Report: Pa. leads nation in deficient bridges

    Pennsylvania’s latest data shows it has over 6,000 structurally deficient bridges, more than any other state in the nation.

    By S. Maham Rizvi

    Pennsylvania is a leader in dealing with crumbling roads and bridges, but even after three years of progress, the state still struggles to fix deficient bridges.

    The U.S. Public Interest Research Group released a report on state road and bridge spending last week.

    Pennsylvania’s latest data shows it has over 6,000 structurally deficient bridges, more than any other state in the nation.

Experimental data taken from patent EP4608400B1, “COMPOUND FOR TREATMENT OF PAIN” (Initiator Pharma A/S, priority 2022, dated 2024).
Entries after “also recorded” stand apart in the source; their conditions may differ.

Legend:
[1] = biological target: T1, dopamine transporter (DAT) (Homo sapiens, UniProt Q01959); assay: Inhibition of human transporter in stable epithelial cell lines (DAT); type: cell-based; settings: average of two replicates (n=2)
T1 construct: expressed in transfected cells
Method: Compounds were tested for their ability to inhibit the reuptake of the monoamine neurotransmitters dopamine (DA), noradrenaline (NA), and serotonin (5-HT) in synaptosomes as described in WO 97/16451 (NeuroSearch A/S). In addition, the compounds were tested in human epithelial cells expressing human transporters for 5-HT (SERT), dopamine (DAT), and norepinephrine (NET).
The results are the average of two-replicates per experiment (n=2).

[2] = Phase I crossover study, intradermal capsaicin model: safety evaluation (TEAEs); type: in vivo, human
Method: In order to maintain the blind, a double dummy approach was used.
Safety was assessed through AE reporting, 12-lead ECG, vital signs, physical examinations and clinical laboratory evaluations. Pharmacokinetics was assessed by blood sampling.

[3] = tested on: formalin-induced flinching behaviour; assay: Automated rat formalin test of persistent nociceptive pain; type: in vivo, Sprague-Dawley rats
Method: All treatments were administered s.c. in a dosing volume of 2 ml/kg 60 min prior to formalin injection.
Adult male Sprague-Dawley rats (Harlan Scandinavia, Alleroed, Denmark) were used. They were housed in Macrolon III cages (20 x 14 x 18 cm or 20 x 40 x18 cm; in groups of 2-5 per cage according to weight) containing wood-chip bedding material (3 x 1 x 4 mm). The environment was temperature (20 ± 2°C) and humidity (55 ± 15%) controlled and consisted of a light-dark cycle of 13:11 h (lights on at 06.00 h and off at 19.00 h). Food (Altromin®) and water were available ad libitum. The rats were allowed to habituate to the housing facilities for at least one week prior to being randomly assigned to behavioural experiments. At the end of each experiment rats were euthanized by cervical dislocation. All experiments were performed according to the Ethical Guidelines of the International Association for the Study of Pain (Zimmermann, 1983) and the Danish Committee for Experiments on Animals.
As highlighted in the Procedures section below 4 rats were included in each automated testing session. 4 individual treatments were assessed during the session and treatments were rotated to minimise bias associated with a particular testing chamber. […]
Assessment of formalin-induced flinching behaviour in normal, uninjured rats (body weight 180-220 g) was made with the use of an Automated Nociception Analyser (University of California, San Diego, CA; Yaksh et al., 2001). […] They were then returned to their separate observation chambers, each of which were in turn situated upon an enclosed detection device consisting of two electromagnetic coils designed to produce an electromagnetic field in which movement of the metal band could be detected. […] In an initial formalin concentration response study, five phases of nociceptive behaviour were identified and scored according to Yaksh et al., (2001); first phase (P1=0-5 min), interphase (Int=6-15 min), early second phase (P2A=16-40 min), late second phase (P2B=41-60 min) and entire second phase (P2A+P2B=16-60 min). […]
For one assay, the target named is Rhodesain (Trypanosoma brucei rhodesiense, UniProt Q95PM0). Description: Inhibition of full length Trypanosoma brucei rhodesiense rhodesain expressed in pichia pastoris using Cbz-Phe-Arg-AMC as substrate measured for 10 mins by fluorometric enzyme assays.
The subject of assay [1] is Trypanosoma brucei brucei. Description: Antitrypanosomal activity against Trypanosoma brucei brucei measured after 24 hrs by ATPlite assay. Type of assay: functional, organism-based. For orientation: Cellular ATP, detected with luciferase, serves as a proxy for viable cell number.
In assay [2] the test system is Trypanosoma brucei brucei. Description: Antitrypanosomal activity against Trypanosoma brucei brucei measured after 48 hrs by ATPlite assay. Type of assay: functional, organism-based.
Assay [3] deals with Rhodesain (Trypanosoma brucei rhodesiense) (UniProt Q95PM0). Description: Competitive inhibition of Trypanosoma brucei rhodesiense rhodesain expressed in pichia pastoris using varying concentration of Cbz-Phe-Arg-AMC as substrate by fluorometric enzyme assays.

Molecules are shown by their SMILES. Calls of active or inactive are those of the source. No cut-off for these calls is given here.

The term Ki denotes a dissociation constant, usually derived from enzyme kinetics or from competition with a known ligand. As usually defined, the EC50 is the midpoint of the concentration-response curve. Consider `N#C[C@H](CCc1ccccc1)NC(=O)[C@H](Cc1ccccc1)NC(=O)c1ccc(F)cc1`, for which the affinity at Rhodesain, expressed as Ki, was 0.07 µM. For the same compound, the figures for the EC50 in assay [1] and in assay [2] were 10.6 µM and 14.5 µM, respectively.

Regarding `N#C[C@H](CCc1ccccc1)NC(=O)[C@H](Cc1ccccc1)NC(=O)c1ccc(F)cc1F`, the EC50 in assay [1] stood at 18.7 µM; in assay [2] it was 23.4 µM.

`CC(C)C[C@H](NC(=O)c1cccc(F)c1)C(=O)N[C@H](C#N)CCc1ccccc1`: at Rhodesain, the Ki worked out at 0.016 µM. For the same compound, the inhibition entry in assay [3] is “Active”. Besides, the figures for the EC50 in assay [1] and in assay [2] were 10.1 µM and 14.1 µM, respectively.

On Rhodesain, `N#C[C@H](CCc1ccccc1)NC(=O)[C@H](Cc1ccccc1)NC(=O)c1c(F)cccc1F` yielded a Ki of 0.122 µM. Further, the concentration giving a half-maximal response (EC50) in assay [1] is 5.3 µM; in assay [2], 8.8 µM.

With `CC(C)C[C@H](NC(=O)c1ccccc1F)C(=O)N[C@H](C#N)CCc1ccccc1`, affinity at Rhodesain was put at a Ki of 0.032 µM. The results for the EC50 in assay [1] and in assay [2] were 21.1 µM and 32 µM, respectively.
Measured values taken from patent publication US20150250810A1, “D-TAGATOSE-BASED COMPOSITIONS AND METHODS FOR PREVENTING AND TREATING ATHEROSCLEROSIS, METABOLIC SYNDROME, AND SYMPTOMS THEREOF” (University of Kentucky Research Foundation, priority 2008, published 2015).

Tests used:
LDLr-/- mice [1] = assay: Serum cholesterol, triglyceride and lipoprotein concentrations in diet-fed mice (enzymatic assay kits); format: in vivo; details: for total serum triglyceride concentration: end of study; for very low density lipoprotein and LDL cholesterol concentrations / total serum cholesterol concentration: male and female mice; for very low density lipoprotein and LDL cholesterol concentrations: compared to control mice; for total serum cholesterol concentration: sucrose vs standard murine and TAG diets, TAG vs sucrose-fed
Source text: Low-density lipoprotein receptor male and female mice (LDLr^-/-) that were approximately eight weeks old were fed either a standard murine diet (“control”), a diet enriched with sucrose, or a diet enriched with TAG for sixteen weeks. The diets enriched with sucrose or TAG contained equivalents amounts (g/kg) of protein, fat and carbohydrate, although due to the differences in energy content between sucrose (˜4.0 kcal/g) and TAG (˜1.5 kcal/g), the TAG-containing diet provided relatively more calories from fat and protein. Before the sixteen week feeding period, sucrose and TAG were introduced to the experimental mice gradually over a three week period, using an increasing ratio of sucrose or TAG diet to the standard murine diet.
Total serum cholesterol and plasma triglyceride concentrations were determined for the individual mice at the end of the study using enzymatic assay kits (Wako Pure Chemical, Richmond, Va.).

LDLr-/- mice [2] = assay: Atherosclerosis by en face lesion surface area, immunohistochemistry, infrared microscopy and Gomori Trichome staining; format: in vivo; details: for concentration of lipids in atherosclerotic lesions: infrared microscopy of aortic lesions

PennDOT and the Rendell administration have prioritized fixing roads and bridges since 2007 with transportation policy reform.

    PennPIRG state director Megan DeSmedt says the state has so many problems, mostly because it has so many old bridges.

    She says the report is just a reminder that Pennsylvania’s transportation budget should focus on updating bridges.

    “Drivers on average pay an extra $346 per year on car repairs due to rough roads and bridges in disrepair,” says DeSmedt, “and that figure is only going to rise if we don’t solve our transportation funding crisis.”

    Elected officials will now have to go back to the drawing board to figure out how to fund road and bridge repairs, along with other transportation expenses.

    Governor Ed Rendell has called for a special legislative session to figure out how to replace money he had been counting on from the proposed tolling of Interstate 80.

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